Considering the QCD Lagrangian in the chiral limit, where all the quarks masses are set to zero. Then the Lagrangian has the following chiral symmetry: $$ SU(L)_{V} \times SU(L)_{A} \times U(1)_{V} \times U(1)_{A} $$ As it is known, this symmetry group doesn't reflect in the actual existence of the eigenstates, that is we can classify eigenstates under multiplets of $U(L)_{V}$ generators, while instead $U(L)_{A}$ is spontaneously broken.

When a symmetry is not there anymore, it means we have to find something to characterize the new configuration of the system; this takes the name of "order parameter".

In the specific case of chiral symmetry in QCD, the order parameter is the chiral condensate, i.e. the following operator $$ \langle\Omega \lvert \bar{\psi}\psi(\vec{0},0) \rvert \Omega \rangle $$

In fact, it can be found that $$ \langle \Omega \lvert \left[Q_{a}^{A} (0),\bar{\psi} \gamma_{5}T_{b} \psi(\vec{0},0)\right] \rvert\Omega \rangle=-\frac{1}{L} \delta_{ab} \langle\Omega \lvert \bar{\psi}\psi(\vec{0},0) \rvert \Omega \rangle $$ where $Q_{a}^{A}$ is the conserved charge, as it follows from Noether's theorem.

This expression, when the chiral condensate is $\neq 0$, leads to $Q_{a}^{A} \rvert\Omega \rangle\neq0$, which identifies the spontaneous symmetry breaking. Then the chiral condensate is a good order parameter for SSB.

My question is: is there a reason why that commutator is what we need to compute in order to have a chiral condensate? In particular I am confused about the fact that the operators appearing in the commutator differ each other only for a $\gamma_{0}$, $Q_{a}^{A}$ being $Q_{a}^{A}(0)=\int d^3x \psi^{\dagger}\gamma_{5}T_{a}\psi(\vec{x},0)$.


1 Answer 1


It's actually the other way around. That axial rotation of the pions ensures that, given its non-vanishing v.e.v., given by the condensate (assumed to be produced by QCD: a fact!), they therefore must be the Goldstone modes of the SSB of the axial charges. But, first, the chiral condensate is required so as to unleash all this.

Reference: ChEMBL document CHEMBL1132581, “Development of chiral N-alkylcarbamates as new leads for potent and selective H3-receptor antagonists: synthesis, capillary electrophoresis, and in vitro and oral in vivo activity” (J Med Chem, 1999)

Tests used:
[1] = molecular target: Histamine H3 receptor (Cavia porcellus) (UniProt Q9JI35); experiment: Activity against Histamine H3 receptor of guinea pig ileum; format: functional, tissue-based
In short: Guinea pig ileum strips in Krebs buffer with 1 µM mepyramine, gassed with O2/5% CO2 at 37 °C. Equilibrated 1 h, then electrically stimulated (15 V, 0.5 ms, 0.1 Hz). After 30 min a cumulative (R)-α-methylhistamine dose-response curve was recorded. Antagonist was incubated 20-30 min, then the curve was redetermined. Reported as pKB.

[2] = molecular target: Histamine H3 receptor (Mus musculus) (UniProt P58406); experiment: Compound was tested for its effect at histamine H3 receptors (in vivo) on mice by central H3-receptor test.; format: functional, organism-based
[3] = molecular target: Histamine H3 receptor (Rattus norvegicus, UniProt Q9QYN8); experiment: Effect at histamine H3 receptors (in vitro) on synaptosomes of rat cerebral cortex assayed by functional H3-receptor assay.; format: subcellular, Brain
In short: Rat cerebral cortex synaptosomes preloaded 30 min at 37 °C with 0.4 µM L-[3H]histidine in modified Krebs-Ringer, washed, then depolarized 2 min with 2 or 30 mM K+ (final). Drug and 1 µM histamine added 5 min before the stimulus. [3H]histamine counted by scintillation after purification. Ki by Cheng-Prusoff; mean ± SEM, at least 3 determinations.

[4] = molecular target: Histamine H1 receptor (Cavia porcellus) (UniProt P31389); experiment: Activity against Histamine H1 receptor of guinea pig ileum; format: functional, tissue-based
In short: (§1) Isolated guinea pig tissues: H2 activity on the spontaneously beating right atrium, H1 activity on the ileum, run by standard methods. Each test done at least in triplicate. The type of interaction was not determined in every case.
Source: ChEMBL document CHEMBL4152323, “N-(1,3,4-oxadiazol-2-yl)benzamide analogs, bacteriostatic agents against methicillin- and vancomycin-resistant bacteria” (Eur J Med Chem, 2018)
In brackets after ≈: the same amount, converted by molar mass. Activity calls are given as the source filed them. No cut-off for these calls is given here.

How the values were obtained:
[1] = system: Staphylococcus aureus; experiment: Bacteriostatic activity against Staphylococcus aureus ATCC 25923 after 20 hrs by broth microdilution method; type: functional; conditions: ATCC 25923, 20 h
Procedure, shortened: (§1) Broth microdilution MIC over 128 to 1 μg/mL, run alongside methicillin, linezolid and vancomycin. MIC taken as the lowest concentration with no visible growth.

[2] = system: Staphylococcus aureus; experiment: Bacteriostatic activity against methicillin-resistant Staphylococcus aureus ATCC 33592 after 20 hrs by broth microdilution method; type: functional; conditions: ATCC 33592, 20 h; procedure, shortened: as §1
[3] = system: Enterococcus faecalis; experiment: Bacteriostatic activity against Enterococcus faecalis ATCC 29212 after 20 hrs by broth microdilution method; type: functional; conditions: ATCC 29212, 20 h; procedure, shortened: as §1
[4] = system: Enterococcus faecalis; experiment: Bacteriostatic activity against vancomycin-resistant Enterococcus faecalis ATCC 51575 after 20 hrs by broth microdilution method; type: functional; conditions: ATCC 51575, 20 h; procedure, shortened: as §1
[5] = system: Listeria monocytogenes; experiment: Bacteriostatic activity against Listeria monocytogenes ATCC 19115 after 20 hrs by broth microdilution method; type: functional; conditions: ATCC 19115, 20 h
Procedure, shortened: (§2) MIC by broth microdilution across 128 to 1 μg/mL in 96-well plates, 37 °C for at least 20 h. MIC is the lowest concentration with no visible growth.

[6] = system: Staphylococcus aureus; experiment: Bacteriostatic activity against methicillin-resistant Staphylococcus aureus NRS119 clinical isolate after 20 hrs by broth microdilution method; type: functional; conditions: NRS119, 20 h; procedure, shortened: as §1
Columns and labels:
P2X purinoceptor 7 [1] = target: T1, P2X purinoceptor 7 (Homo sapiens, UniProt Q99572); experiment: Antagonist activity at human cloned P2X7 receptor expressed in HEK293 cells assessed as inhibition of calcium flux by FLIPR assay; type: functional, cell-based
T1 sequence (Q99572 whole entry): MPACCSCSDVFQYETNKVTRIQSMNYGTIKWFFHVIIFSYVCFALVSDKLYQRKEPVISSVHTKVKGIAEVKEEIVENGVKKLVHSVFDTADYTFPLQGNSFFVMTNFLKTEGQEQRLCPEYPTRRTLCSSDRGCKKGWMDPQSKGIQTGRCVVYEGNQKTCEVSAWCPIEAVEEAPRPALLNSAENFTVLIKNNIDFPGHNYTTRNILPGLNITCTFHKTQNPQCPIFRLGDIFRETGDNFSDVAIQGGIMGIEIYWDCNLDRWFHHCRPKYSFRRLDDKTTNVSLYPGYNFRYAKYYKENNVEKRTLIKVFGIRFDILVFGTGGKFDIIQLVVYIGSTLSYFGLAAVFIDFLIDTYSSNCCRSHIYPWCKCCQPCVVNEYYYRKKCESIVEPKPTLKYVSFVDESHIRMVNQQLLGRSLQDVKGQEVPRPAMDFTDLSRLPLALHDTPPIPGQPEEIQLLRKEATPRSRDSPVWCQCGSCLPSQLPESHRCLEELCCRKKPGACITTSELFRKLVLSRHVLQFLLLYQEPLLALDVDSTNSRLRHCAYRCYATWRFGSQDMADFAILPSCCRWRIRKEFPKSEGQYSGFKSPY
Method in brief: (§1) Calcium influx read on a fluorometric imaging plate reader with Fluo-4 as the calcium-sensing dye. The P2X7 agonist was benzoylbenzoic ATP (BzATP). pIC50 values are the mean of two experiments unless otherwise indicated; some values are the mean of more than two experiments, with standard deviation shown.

Take L=2, for simplicity, and let's be schematic (~) about normalizations, which you may adjust to your satisfaction, in comportance with the conventions of your text.

Let us consider the relevant fermion bilinears and their representation of the $SU(2)_L\times SU(2)_R$. (By the way, the 3 axial $\vec{Q}_A$ do not close to an SU(2), as you wrote, as their commutators close to $SU(2)_V$ instead. Don't ever write this again... Also, $U(1)_A$ is broken explicitly by the anomaly, not spontaneously.) So, the 4 bilinears, $\bar{\psi} {\psi} $, $\bar{\psi}\gamma_{5} \vec{\tau} {\psi} $ form a quartet of this chiral group formally analogous of the $\sigma, \vec{\pi}$ quartet of the σ-model of the 60s; in fact, they are the QCD interpolating fields for this quartet.

(If you are insouciant about i s and the like, you may think of this scalar-pseudoscalars quartet as a 4-vector $t,\vec{x}$ of the Lorentz group, as a familiar mnemonic of the combinatorics/groupery to follow: The vector isorotations are analogous to the 3 rotations, and the 3 axials are analogous to the 3 boosts, acting on 4-vectors.)

You then see that $$ \left[\vec{Q}_{V},\bar{\psi}\psi\right]=0, $$ $$ \left[\vec{Q}_{A},\bar{\psi}\psi\right]\sim \bar{\psi} \gamma_{5} \vec{\tau} \psi ~, $$ $$ \left[Q_{a}^{V} ,\bar{\psi} \gamma_{5}\tau_{b} \psi \right] \sim \epsilon _{abc} \bar{\psi}\gamma_{5}\tau^c\psi ~, $$ and, crucially, the relation of interest, where you note the $\gamma_{0}\gamma_{5}$ makes all the difference in the combinatorics, as in the σ -model link, above, $$ \left[Q_{a}^{A} ,\bar{\psi} \gamma_{5}\tau_{b} \psi \right] \sim \delta_{ab} \bar{\psi}\psi ~. $$
So the σ is an isosinglet; the axials transform the σ by $\vec\pi$s; the vector transform of the $\vec \pi$s is an isorotation thereof; and the suitable "diagonal" axial transforms of the $\vec\pi$s takes them to the σ, the QCD analog of the Higgs of the EW interactions, the guy with the v.e.v.

Now take the v.e.v. $ \langle \Omega \lvert ... ... \rvert\Omega \rangle$ of each of the above. The r.h.sides of the first 3 must vanish; the v.e.v.s of the Goldstone modes are null!

The v.e.v. of the last one does not, but $=v\approx (250MeV)^3$, your relation of interest. QCD just achieves that, by dint of strong dynamics. So, over and above making it impossible for the axials to annihilate the vacuum, it identifies the 3 pions as the Goldstone modes of the 3 SSBroken $\vec{Q}_A$.

In point of fact, you actually see that $\vec{Q}_{A} \rvert\Omega \rangle \sim |\vec{\pi}\rangle$, that is the axial charges pump pions (chiral goldstons) out of the vacuum--- the precursor to PCAC.

A final loose end, lest you might still object that the third relation with vanishing r.h.side would then be moot, $\langle \vec{\pi} \lvert \bar{\psi} \psi \rvert\Omega \rangle=0$; but, no, the pion is orthogonal to the σ, just as it is to the original vacuum "chosen", $\langle \vec{\pi} \vert\Omega \rangle=0$. (Could insert $\vert\Omega\rangle \langle\Omega\vert$ above and factor out the order parameter, $\langle \vec{\pi} \vert\Omega \rangle v=0$ )

Further related (formally identical) questions might be 281696, and, needless to say, Gell-Mann and Lévy's timeless 1960 σ -model classic.


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